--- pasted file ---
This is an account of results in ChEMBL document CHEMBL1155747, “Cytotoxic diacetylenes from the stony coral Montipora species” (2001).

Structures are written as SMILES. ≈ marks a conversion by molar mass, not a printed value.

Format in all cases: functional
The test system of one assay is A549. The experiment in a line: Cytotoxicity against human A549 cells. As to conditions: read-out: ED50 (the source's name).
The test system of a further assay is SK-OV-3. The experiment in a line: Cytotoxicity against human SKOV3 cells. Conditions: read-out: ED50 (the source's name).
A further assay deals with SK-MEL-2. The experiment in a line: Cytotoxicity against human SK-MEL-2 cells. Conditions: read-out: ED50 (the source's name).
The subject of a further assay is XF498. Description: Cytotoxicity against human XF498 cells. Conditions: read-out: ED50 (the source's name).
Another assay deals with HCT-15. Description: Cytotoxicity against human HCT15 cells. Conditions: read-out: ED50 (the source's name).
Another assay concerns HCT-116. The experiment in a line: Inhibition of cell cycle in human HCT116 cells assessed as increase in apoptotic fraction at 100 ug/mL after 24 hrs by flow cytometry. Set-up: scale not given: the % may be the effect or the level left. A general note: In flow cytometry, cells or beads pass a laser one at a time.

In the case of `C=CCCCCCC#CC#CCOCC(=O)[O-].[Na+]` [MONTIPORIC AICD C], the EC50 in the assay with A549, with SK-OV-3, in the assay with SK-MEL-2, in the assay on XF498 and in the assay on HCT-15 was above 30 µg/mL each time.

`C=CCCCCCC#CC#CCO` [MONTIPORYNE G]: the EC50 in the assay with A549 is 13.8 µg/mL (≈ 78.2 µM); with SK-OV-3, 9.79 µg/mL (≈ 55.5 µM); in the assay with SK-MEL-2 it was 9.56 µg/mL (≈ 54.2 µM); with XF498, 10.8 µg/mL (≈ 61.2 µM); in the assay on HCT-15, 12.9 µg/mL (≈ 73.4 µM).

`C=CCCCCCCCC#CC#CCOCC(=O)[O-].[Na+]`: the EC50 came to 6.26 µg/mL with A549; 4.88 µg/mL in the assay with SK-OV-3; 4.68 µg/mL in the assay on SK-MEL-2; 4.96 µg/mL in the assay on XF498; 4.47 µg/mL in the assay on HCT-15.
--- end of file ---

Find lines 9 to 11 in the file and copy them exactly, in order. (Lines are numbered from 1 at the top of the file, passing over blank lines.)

Another assay concerns HCT-116. The experiment in a line: Inhibition of cell cycle in human HCT116 cells assessed as increase in apoptotic fraction at 100 ug/mL after 24 hrs by flow cytometry. Set-up: scale not given: the % may be the effect or the level left. A general note: In flow cytometry, cells or beads pass a laser one at a time.

In the case of `C=CCCCCCC#CC#CCOCC(=O)[O-].[Na+]` [MONTIPORIC AICD C], the EC50 in the assay with A549, with SK-OV-3, in the assay with SK-MEL-2, in the assay on XF498 and in the assay on HCT-15 was above 30 µg/mL each time.

`C=CCCCCCC#CC#CCO` [MONTIPORYNE G]: the EC50 in the assay with A549 is 13.8 µg/mL (≈ 78.2 µM); with SK-OV-3, 9.79 µg/mL (≈ 55.5 µM); in the assay with SK-MEL-2 it was 9.56 µg/mL (≈ 54.2 µM); with XF498, 10.8 µg/mL (≈ 61.2 µM); in the assay on HCT-15, 12.9 µg/mL (≈ 73.4 µM).